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Topic: Obesity

U.S. Army Health of Force report wake up call for improving readiness

 

Written by David Vergun
Defense Media Activity – Army

U.S. ArmyWashington, D.C. – Obesity and overweight metrics, along with health indicators like tobacco use, injuries, substance abuse and the Performance Triad were among the topics at a conference last week discussing the inaugural “Health of the Force” report.

The HOF report, released at the end of 2015, provides Army leaders, including installation commanders, a starting point regarding where best to invest resources to help Soldiers lead healthier lives, and consequently, improve combat readiness, said Col. Deydre Teyhen, assistant deputy chief of staff, Army Public Health Center.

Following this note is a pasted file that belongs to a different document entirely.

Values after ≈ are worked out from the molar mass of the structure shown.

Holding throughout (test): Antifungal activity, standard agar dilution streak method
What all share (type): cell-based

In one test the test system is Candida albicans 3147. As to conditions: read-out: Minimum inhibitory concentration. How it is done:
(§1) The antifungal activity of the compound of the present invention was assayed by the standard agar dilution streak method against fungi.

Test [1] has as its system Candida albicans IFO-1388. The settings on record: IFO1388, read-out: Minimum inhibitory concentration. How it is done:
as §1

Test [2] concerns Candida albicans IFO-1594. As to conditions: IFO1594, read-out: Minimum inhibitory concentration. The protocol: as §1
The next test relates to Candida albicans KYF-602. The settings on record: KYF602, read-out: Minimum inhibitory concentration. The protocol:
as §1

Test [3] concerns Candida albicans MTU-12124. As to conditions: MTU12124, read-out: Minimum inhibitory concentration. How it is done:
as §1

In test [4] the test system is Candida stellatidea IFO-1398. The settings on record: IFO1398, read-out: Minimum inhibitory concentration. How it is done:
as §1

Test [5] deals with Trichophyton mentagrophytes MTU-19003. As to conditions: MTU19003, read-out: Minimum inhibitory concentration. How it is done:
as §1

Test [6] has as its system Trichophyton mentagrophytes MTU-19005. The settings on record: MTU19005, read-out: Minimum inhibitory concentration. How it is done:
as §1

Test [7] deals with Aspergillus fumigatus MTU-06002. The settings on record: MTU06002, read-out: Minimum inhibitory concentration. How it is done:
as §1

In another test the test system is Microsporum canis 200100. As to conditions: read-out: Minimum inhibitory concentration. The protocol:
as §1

That report, she said during a media roundtable conducted from the Office of the Army Surgeon General in Falls Church, Virginia, March 16th, is similar to, but much more comprehensive than “The State of Obesity: Better Policies for a Healthier America” report, issued by the non-profit Robert Wood Johnson Foundation in 2014.

The Health of the Force report provides Army leaders, including installation commanders, a starting point regarding where best to invest resources to help Soldiers lead healthier lives, and consequently, improve combat readiness, said Col. Deydre Teyhen, assistant deputy chief of staff, Army Public Health Center. (David Vergun, Defense Media Activity - Army)

The Health of the Force report provides Army leaders, including installation commanders, a starting point regarding where best to invest resources to help Soldiers lead healthier lives, and consequently, improve combat readiness, said Col. Deydre Teyhen, assistant deputy chief of staff, Army Public Health Center. (David Vergun, Defense Media Activity – Army)